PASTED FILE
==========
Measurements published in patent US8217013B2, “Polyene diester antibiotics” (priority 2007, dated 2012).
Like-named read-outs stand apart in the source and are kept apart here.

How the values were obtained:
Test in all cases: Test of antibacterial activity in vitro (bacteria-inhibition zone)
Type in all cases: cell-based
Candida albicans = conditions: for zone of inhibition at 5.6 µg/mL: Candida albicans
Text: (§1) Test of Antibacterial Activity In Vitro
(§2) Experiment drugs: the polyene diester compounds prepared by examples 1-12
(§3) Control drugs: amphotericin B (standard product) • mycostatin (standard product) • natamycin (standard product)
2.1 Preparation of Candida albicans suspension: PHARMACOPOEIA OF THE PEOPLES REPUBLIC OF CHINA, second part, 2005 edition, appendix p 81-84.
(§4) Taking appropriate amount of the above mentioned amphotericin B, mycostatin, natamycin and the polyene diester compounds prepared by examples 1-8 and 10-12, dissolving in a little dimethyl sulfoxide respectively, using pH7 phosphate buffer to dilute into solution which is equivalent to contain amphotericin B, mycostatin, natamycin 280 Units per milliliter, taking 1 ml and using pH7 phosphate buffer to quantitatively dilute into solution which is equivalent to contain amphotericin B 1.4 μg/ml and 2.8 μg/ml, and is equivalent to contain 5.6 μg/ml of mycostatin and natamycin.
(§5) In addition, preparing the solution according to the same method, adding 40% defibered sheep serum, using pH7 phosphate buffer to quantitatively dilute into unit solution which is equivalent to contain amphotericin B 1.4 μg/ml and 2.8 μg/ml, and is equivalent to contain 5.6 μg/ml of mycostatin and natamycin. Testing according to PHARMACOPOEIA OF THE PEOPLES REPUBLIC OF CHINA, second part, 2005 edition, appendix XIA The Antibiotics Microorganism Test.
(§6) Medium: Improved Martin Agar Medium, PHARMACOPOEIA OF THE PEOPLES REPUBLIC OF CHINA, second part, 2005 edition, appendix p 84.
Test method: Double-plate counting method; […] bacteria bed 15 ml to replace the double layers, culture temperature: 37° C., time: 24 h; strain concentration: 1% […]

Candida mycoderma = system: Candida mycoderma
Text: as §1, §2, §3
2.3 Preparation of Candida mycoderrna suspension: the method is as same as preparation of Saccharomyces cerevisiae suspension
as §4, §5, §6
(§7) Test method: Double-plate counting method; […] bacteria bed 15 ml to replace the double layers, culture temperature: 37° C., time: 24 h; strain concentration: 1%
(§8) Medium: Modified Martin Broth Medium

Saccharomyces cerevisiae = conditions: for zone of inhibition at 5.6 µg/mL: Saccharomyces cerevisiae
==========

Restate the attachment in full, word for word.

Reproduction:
Measurements published in patent US8217013B2, “Polyene diester antibiotics” (priority 2007, dated 2012).
Like-named read-outs stand apart in the source and are kept apart here.

How the values were obtained:
Test in all cases: Test of antibacterial activity in vitro (bacteria-inhibition zone)
Type in all cases: cell-based
Candida albicans = conditions: for zone of inhibition at 5.6 µg/mL: Candida albicans
Text: (§1) Test of Antibacterial Activity In Vitro
(§2) Experiment drugs: the polyene diester compounds prepared by examples 1-12
(§3) Control drugs: amphotericin B (standard product) • mycostatin (standard product) • natamycin (standard product)
2.1 Preparation of Candida albicans suspension: PHARMACOPOEIA OF THE PEOPLES REPUBLIC OF CHINA, second part, 2005 edition, appendix p 81-84.
(§4) Taking appropriate amount of the above mentioned amphotericin B, mycostatin, natamycin and the polyene diester compounds prepared by examples 1-8 and 10-12, dissolving in a little dimethyl sulfoxide respectively, using pH7 phosphate buffer to dilute into solution which is equivalent to contain amphotericin B, mycostatin, natamycin 280 Units per milliliter, taking 1 ml and using pH7 phosphate buffer to quantitatively dilute into solution which is equivalent to contain amphotericin B 1.4 μg/ml and 2.8 μg/ml, and is equivalent to contain 5.6 μg/ml of mycostatin and natamycin.
(§5) In addition, preparing the solution according to the same method, adding 40% defibered sheep serum, using pH7 phosphate buffer to quantitatively dilute into unit solution which is equivalent to contain amphotericin B 1.4 μg/ml and 2.8 μg/ml, and is equivalent to contain 5.6 μg/ml of mycostatin and natamycin. Testing according to PHARMACOPOEIA OF THE PEOPLES REPUBLIC OF CHINA, second part, 2005 edition, appendix XIA The Antibiotics Microorganism Test.
(§6) Medium: Improved Martin Agar Medium, PHARMACOPOEIA OF THE PEOPLES REPUBLIC OF CHINA, second part, 2005 edition, appendix p 84.
Test method: Double-plate counting method; […] bacteria bed 15 ml to replace the double layers, culture temperature: 37° C., time: 24 h; strain concentration: 1% […]

Candida mycoderma = system: Candida mycoderma
Text: as §1, §2, §3
2.3 Preparation of Candida mycoderrna suspension: the method is as same as preparation of Saccharomyces cerevisiae suspension
as §4, §5, §6
(§7) Test method: Double-plate counting method; […] bacteria bed 15 ml to replace the double layers, culture temperature: 37° C., time: 24 h; strain concentration: 1%
(§8) Medium: Modified Martin Broth Medium

Saccharomyces cerevisiae = conditions: for zone of inhibition at 5.6 µg/mL: Saccharomyces cerevisiae